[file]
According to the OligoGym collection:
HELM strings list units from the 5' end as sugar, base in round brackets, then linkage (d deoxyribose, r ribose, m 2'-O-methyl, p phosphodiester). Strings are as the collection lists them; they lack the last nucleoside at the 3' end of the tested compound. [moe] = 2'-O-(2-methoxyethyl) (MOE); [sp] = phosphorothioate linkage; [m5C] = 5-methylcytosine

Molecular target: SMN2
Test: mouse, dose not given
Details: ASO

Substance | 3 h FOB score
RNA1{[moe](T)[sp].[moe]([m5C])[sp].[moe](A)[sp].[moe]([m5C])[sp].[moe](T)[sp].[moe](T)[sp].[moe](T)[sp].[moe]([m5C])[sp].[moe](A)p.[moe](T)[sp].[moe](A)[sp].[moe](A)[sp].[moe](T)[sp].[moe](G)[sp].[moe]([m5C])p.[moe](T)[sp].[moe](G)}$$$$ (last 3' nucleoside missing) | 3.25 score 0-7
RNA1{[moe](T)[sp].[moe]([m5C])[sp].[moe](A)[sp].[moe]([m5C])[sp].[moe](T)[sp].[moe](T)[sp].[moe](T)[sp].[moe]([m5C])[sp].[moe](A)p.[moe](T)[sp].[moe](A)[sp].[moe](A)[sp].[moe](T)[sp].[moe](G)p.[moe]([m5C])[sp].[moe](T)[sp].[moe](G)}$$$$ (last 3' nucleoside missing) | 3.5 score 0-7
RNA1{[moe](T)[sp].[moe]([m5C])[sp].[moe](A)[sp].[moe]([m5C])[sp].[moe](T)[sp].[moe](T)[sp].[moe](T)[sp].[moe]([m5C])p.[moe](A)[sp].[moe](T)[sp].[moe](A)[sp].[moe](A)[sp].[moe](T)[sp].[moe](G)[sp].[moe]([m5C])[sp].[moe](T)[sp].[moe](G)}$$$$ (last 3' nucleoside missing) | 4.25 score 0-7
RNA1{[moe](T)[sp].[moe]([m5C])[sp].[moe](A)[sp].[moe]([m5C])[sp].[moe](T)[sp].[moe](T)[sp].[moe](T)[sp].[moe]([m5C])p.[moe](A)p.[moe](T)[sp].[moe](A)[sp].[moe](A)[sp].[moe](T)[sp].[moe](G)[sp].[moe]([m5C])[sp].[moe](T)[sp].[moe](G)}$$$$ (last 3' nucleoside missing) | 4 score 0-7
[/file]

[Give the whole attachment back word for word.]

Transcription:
According to the OligoGym collection:
HELM strings list units from the 5' end as sugar, base in round brackets, then linkage (d deoxyribose, r ribose, m 2'-O-methyl, p phosphodiester). Strings are as the collection lists them; they lack the last nucleoside at the 3' end of the tested compound. [moe] = 2'-O-(2-methoxyethyl) (MOE); [sp] = phosphorothioate linkage; [m5C] = 5-methylcytosine

Molecular target: SMN2
Test: mouse, dose not given
Details: ASO

Substance | 3 h FOB score
RNA1{[moe](T)[sp].[moe]([m5C])[sp].[moe](A)[sp].[moe]([m5C])[sp].[moe](T)[sp].[moe](T)[sp].[moe](T)[sp].[moe]([m5C])[sp].[moe](A)p.[moe](T)[sp].[moe](A)[sp].[moe](A)[sp].[moe](T)[sp].[moe](G)[sp].[moe]([m5C])p.[moe](T)[sp].[moe](G)}$$$$ (last 3' nucleoside missing) | 3.25 score 0-7
RNA1{[moe](T)[sp].[moe]([m5C])[sp].[moe](A)[sp].[moe]([m5C])[sp].[moe](T)[sp].[moe](T)[sp].[moe](T)[sp].[moe]([m5C])[sp].[moe](A)p.[moe](T)[sp].[moe](A)[sp].[moe](A)[sp].[moe](T)[sp].[moe](G)p.[moe]([m5C])[sp].[moe](T)[sp].[moe](G)}$$$$ (last 3' nucleoside missing) | 3.5 score 0-7
RNA1{[moe](T)[sp].[moe]([m5C])[sp].[moe](A)[sp].[moe]([m5C])[sp].[moe](T)[sp].[moe](T)[sp].[moe](T)[sp].[moe]([m5C])p.[moe](A)[sp].[moe](T)[sp].[moe](A)[sp].[moe](A)[sp].[moe](T)[sp].[moe](G)[sp].[moe]([m5C])[sp].[moe](T)[sp].[moe](G)}$$$$ (last 3' nucleoside missing) | 4.25 score 0-7
RNA1{[moe](T)[sp].[moe]([m5C])[sp].[moe](A)[sp].[moe]([m5C])[sp].[moe](T)[sp].[moe](T)[sp].[moe](T)[sp].[moe]([m5C])p.[moe](A)p.[moe](T)[sp].[moe](A)[sp].[moe](A)[sp].[moe](T)[sp].[moe](G)[sp].[moe]([m5C])[sp].[moe](T)[sp].[moe](G)}$$$$ (last 3' nucleoside missing) | 4 score 0-7